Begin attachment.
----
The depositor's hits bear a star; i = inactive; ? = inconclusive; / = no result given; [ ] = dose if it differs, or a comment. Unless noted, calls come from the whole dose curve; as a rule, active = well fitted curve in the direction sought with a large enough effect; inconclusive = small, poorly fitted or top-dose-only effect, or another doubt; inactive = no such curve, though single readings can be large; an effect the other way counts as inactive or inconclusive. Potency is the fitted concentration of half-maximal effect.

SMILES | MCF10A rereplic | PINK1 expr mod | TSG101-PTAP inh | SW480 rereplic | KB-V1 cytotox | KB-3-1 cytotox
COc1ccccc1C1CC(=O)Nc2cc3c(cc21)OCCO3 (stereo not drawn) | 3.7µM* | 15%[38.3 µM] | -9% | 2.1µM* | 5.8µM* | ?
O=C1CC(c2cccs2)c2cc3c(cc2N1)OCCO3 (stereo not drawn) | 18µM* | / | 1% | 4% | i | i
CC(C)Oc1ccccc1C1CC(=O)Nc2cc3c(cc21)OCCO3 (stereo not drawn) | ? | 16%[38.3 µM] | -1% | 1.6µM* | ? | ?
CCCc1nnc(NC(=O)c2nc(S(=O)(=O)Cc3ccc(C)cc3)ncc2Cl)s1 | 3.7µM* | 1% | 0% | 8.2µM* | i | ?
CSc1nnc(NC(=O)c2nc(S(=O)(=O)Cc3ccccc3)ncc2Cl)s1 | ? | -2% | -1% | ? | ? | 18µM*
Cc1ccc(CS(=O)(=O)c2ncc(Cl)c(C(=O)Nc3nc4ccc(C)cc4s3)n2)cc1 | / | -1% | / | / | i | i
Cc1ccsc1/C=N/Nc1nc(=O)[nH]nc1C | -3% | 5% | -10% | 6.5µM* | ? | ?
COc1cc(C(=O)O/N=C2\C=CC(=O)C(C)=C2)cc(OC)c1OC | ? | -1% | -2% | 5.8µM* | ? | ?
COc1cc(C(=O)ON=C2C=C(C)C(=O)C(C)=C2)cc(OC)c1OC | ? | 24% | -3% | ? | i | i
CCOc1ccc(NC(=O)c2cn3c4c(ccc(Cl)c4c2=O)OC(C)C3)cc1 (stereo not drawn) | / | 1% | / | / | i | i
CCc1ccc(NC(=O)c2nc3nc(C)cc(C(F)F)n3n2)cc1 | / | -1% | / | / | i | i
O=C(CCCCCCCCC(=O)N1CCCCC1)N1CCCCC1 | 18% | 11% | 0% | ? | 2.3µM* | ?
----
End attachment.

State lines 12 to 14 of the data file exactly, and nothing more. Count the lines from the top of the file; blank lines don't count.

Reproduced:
CCOc1ccc(NC(=O)c2cn3c4c(ccc(Cl)c4c2=O)OC(C)C3)cc1 (stereo not drawn) | / | 1% | / | / | i | i
CCc1ccc(NC(=O)c2nc3nc(C)cc(C(F)F)n3n2)cc1 | / | -1% | / | / | i | i
O=C(CCCCCCCCC(=O)N1CCCCC1)N1CCCCC1 | 18% | 11% | 0% | ? | 2.3µM* | ?